Ex-No­var­tis CEO Joe Jimenez is tak­ing an­oth­er crack at open­ing a new chap­ter in his ca­reer — and that in­cludes a new board seat and a $250M start­up

Joe Jimenez is back.

The ex-CEO of Novartis has taken a board seat on Century Therapeutics, the Versant and Bayer-backed startup focused on coming up with a brand new twist on cell therapies for cancer — a field where Jimenez made his mark backing the first personalized CAR-T approved for use.

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Can we make the an­tibi­ot­ic mar­ket great again?

The standard for-profit model in drug development is straightforward. Spend millions, even billions, to develop a medicine from scratch. The return on investment (and ideally a tidy profit) comes via volume and/or price, depending on the disease. But the string of big pharma exits and slew of biotech bankruptcies indicate that the model is sorely flawed when it comes to antibiotics.

The industry players contributing to the arsenal of antimicrobials are fast dwindling, and the pipeline for new antibiotics is embarrassingly sparse, the WHO has warned. Drugmakers are enticed by greener pastures, compared to the long, arduous and expensive path to antibiotic approval that offers little financial gain as treatments are typically priced cheaply, and often lose potency over time as microbes grow resistant to them.

Top Har­vard chemist caught up in FBI’s 'T­hou­sand Tal­ents' drag­net, ac­cused of ly­ing about Chi­nese con­nec­tions, pay

The FBI’s probe into the alleged theft of R&D secrets by Chinese authorities has drawn Harvard’s top chemist into its net.

The agency accused Charles M. Lieber, who chairs the university’s chemistry and chemical biology department, with lying about his involvement in China’s Thousand Talents campaign, which was established as a way of drawing in innovators from around the world. And the scientist, 60, was charged with making false statements about his ties to China.

The US attorneys office in Boston also announced charges against two Chinese nationals for helping the Chinese government.

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Eye­ing a trio of tri­al ini­ti­a­tions, Jim Wilson's gene ther­a­py start­up woos Bruce Gold­smith from Deer­field as CEO

Passage Bio — Jim Wilson’s self-described “legacy company” — has wooed a seasoned biotech executive to steer the clinical entry of its first three gene therapy programs.

Bruce Goldsmith jumps to the helm of Passage after a brief CEO stint at Civetta, a cancer-focused startup he helped launch while a venture partner at Deerfield. He takes over from OrbiMed partner and interim chief Stephen Squinto, who will now lead the R&D team.

The FTC and New York state ac­cuse Mar­tin Shkre­li of run­ning a drug mo­nop­oly. They plan to squash it — and per­ma­nent­ly ex­ile him

Pharma bro Martin Shkreli was jailed, publicly pilloried and forced to confront some lawmakers in Washington riled by his move to take an old generic and move the price from $17.50 per pill to $750. But through 4 years of controversy and public revulsion, his company never backed away from the price — left uncontrolled by a laissez faire federal policy on a drug’s cost.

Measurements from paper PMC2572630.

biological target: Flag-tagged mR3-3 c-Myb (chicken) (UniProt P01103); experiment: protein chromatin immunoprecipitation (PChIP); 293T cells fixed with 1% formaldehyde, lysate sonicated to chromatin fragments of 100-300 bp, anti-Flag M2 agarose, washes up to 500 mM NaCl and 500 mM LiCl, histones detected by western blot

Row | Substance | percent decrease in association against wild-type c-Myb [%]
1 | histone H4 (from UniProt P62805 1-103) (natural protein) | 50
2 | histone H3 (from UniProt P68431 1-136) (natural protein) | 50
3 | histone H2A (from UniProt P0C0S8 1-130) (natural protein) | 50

Now the FTC and the state of New York plan to pry his fingers off the drug once and for all and open it up to some cheap competition. And their lawsuit is asking that Shkreli — with several years left on his prison sentence — be banned permanently from the pharma industry.

UP­DAT­ED: Ac­celeron res­ur­rects block­buster hopes for so­tater­cept with pos­i­tive PhII — and shares rock­et up

Acceleron $XLRN says that its first major trial readout of 2020 is a success.

In a Phase II study of 106 patients with pulmonary arterial hypertension (PAH), Acceleron’s experimental drug sotatercept hit its primary endpoint: a significant reduction in pulmonary vascular resistance. The drug also met three different secondary endpoints, including the 6-minute walking test.

“We’re thrilled to report such positive topline results from the PULSAR trial,” Acceleron CEO Habib Dable said in a statement. The company said in a conference call they plan on discussing a Phase III trial design with regulators.

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Short at­tack­er Sahm Ad­ran­gi draws crosshairs over a fa­vorite of Sanofi’s new CEO — with PhII da­ta loom­ing

Sahm Adrang Kerrisdale

Kerrisdale chief Sahm Adrangi took a lengthy break from his series of biotech short attacks after his chief analyst in the field pulled up stakes and went solo. But he’s making a return to drug development this morning, drawing crosshairs over a company that’s one of new Sanofi CEO Paul Hudson’s favorite collaborators.

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Amber Saltzman (Ohana)

Flag­ship's first ven­ture of 2020 is out, and it's all about sperm

A couple years ago, Amber Salzman got a call as she was returning East full-time after a two-year stint running a gene therapy company in California.

It was from someone at Flagship Pioneering, the deep-pocketed biotech venture firm. They had a new company with a new way of thinking about sperm. It had been incubating for over a year, and now they wanted her to run it.

“It exactly fit,” Salzman told Endpoints News. “I just thought I had to do something.”